"As a new mother, I excelled at all the nurturing. Nursing, cradling, bathing – I can do that.
I can love. I can cuddle. I can give. Call me Mother Theresa. Just don't make me say 'no.'"
The Sucky Disciplinarian
The first time I told my son “no,” even I didn't take myself seriously. I'm pretty sure I even said it with a slight laugh in my voice. Something like “Nooooooo” with the “O” sound extending into a “Oooooh you're so frikkin cute, come here.”
Since those first ineffective “no”s my sixteen-month old's habits have turned from unpreventable no-worthies like putting dangerous things in his mouth to more deliberate actions like throwing food off his high-chair and even scratching. I am slowly coming to the realization that I am failing as an authority figure to my little two-foot human.
You see, I'm just not cut out for this discipline stuff. Which isn't exactly surprising, considering my inability to consistently reprimand and administer warranted punishments always made me the best camp counselor and babysitter when I was younger. As a new mother, I excelled at all the nurturing. Nursing, cradling, bathing – I can do that. I can love. I can cuddle. I can give. Call me Mother Theresa. Just don't make me say “no.”
Part of me doesn't believe that my son can actually do things that deserve discipline. When he started up with scratching, I acted naïve. Awww, he must think he's tickling! He doesn't mean to hurt me! I just need to cut his nails! Even the devilish, testing look on my kid's face went completely ignored. And did I mention he's a redhead? Between that and his parents' rebellious streaks, he's practically hardwired to be a trouble maker. And what do I tell myself? That I'd rather have a mischievous kid than a lemur. As if those are the only two options! I am ridiculous.
Just the other day, my budding acrobatic grabbed a toy, hoisted himself from the coffee table to the couch and onto the sofa chair where he then dropped the toy and dived head first off the back of the chair to retrieve it The result? A murderous cry and nasty purple bruises on his cherubic yet totally guilty face. I freaked out, knowing deep down that my inaction ever since he started climbing on furniture has led to this moment. “This is how he'll learn,” I told myself, knowing that only an element of that is true. I should have tried harder.
I'm so bad at this "no" stuff that I’ll even devise ways to not have to discipline. Every time my tot opened and emptied our storage bench, I said “no” and removed him. He was kinda starting to get it. But after a week, he started doing it again. I thought to myself, “I am not going through this.” So what did I do? I emptied all the important things I was conveniently storing and instead filled it with something he can touch - toys. Yes, the little rascal got his way (and then some!), but at least I'm not driving myself crazy for something that was, well, failing anyways.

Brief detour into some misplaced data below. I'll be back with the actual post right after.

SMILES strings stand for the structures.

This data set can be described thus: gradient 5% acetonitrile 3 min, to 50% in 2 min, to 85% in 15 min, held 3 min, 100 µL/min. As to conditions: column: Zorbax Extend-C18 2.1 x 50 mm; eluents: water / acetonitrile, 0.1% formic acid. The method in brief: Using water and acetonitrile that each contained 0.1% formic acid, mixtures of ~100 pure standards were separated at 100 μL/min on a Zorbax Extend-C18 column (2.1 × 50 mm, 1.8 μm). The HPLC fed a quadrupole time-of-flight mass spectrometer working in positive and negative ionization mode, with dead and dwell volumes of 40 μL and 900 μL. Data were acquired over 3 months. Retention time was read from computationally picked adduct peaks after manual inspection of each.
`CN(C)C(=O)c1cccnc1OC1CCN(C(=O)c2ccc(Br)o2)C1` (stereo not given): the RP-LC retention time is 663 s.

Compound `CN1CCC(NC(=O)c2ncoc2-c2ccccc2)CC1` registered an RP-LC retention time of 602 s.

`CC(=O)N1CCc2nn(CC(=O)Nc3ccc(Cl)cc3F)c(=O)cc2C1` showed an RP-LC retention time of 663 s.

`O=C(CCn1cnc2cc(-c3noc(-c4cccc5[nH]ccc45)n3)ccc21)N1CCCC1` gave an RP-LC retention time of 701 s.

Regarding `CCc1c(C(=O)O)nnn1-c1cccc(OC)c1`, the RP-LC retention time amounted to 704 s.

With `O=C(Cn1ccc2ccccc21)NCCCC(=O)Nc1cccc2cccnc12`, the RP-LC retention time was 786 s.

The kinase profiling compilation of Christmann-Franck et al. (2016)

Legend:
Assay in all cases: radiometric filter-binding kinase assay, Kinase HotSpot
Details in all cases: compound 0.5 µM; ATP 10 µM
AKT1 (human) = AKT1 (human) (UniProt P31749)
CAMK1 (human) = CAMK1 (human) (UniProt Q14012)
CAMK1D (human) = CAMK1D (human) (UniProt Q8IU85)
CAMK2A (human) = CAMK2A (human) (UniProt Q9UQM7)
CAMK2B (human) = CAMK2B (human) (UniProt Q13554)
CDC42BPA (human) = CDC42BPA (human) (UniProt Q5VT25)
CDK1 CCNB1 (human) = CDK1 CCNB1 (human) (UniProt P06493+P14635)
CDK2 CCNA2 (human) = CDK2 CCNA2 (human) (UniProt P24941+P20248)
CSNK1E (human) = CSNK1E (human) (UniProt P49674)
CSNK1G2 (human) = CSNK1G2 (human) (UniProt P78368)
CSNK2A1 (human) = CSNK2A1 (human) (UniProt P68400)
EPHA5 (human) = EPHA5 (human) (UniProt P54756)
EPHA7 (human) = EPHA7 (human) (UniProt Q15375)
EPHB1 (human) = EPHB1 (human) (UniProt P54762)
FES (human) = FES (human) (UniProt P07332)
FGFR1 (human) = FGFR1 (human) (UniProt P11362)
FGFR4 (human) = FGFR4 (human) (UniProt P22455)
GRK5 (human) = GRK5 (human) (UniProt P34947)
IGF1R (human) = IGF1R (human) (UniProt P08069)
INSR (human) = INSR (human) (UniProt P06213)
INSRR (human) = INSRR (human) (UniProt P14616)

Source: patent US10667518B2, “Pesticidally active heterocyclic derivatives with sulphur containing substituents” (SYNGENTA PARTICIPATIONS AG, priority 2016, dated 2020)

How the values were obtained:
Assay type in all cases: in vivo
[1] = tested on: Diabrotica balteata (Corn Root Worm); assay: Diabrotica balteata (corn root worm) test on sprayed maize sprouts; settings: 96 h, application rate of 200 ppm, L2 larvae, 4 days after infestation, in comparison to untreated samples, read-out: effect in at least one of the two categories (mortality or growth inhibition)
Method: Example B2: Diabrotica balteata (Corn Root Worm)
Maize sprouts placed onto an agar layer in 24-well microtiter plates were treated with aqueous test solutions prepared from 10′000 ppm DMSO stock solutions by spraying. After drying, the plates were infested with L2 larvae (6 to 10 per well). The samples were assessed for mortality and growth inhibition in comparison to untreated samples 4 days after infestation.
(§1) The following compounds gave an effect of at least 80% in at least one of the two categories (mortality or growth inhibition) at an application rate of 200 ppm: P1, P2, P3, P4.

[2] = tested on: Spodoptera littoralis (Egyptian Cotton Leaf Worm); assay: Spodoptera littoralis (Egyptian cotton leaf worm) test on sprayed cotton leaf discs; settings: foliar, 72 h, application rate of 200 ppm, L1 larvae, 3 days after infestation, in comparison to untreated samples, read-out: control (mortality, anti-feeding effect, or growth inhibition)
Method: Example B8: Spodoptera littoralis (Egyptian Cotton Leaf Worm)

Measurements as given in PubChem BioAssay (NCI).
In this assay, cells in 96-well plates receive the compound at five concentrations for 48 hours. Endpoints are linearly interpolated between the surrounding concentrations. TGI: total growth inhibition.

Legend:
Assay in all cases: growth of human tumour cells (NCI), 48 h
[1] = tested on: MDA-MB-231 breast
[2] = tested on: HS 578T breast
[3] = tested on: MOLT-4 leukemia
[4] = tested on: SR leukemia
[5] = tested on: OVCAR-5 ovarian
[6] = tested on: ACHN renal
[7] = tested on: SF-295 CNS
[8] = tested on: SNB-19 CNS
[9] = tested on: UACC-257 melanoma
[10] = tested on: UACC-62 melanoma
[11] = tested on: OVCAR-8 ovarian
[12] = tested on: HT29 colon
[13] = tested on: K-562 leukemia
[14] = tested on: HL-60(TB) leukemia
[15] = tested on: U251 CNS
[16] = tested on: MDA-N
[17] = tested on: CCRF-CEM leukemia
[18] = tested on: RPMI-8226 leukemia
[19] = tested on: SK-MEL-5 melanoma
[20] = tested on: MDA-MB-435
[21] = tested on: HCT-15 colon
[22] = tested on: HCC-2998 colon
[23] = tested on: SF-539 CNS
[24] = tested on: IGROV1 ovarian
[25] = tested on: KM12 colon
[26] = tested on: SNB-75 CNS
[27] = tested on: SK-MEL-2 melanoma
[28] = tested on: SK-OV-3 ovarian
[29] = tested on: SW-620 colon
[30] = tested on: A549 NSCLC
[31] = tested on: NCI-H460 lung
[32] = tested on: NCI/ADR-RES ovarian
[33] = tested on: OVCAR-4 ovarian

What's worse is that my son seems to know that I am a suckydisciplinarian. He actually started laughing when I say “no.” And lately, he'll even do something he knows he shouldn't – like steal my phone and hide it in the sofa – then casually turn to me, hold his finger up like a teacher and give me a drawn out “nooooo.” Naturally, I react by going against the most obvious disciplinary advice: I burst out laughing.
Good job, Mom. You're a goner.
Thankfully, there's a trick called ignoring. Now I'm a pro at that! Throw a tantrum. Ignore. Kvetch for the cookie until your voice is raspy. Ignore! I have successfully curtailed a few bad habits by cutting off my supply of attention. They are the sucky disciplinarian’s sweet moments of success - also known as “effective laziness.”
But I know that, in the end, it is active discipline that effectively molds balanced and well-behaved kids, not to mention communicates true love. So I need to go to discipline boot-camp, or else it’s only going to get worse. My husband demonstrates much more prowess in this area, but, alas, I am the work-from-home mom who's consistency can really make a difference. I have no problem admitting that this flaw stems from an inherent laziness. Discipline takes a commitment to consistency that, if I had it in me, I'd be using the elliptical that's been collecting dust in the guest room. What I need is for someone to call me out and whack me upside the head every time I'm about to catapult an opportunity to educate my son. For now, I'm going to take my toddler’s mocking (but, come on, absolutely adorable) responses as the ultimate challenge. He may be smart, but I am smarter!
Yet if you heard me say that out loud, you would notice the weak, defeated undertone and realize that the saga of the absolutely preposterous, failing, hopeless and completely suckydisciplinarian has, in fact, only just begun.